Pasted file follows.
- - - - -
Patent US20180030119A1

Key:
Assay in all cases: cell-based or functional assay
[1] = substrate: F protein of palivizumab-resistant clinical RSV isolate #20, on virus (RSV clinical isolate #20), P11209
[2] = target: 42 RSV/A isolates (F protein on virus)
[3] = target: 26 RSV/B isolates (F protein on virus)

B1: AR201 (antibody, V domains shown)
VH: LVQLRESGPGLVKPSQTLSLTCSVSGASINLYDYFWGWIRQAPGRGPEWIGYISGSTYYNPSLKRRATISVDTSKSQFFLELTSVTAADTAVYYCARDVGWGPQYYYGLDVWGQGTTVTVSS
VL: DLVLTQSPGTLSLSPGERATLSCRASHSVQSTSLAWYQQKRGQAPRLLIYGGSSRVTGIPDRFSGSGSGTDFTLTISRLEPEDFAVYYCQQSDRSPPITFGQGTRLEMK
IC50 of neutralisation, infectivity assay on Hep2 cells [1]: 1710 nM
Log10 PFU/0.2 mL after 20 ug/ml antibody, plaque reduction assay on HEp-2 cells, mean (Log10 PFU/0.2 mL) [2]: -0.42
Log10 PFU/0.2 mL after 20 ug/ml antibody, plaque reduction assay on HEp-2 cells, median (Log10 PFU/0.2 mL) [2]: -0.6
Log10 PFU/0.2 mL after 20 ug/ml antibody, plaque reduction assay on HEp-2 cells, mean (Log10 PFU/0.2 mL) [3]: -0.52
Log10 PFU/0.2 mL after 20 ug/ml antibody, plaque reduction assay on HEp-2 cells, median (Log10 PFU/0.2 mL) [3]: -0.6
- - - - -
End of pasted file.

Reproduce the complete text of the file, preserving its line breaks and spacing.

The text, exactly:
Patent US20180030119A1

Key:
Assay in all cases: cell-based or functional assay
[1] = substrate: F protein of palivizumab-resistant clinical RSV isolate #20, on virus (RSV clinical isolate #20), P11209
[2] = target: 42 RSV/A isolates (F protein on virus)
[3] = target: 26 RSV/B isolates (F protein on virus)

B1: AR201 (antibody, V domains shown)
VH: LVQLRESGPGLVKPSQTLSLTCSVSGASINLYDYFWGWIRQAPGRGPEWIGYISGSTYYNPSLKRRATISVDTSKSQFFLELTSVTAADTAVYYCARDVGWGPQYYYGLDVWGQGTTVTVSS
VL: DLVLTQSPGTLSLSPGERATLSCRASHSVQSTSLAWYQQKRGQAPRLLIYGGSSRVTGIPDRFSGSGSGTDFTLTISRLEPEDFAVYYCQQSDRSPPITFGQGTRLEMK
IC50 of neutralisation, infectivity assay on Hep2 cells [1]: 1710 nM
Log10 PFU/0.2 mL after 20 ug/ml antibody, plaque reduction assay on HEp-2 cells, mean (Log10 PFU/0.2 mL) [2]: -0.42
Log10 PFU/0.2 mL after 20 ug/ml antibody, plaque reduction assay on HEp-2 cells, median (Log10 PFU/0.2 mL) [2]: -0.6
Log10 PFU/0.2 mL after 20 ug/ml antibody, plaque reduction assay on HEp-2 cells, mean (Log10 PFU/0.2 mL) [3]: -0.52
Log10 PFU/0.2 mL after 20 ug/ml antibody, plaque reduction assay on HEp-2 cells, median (Log10 PFU/0.2 mL) [3]: -0.6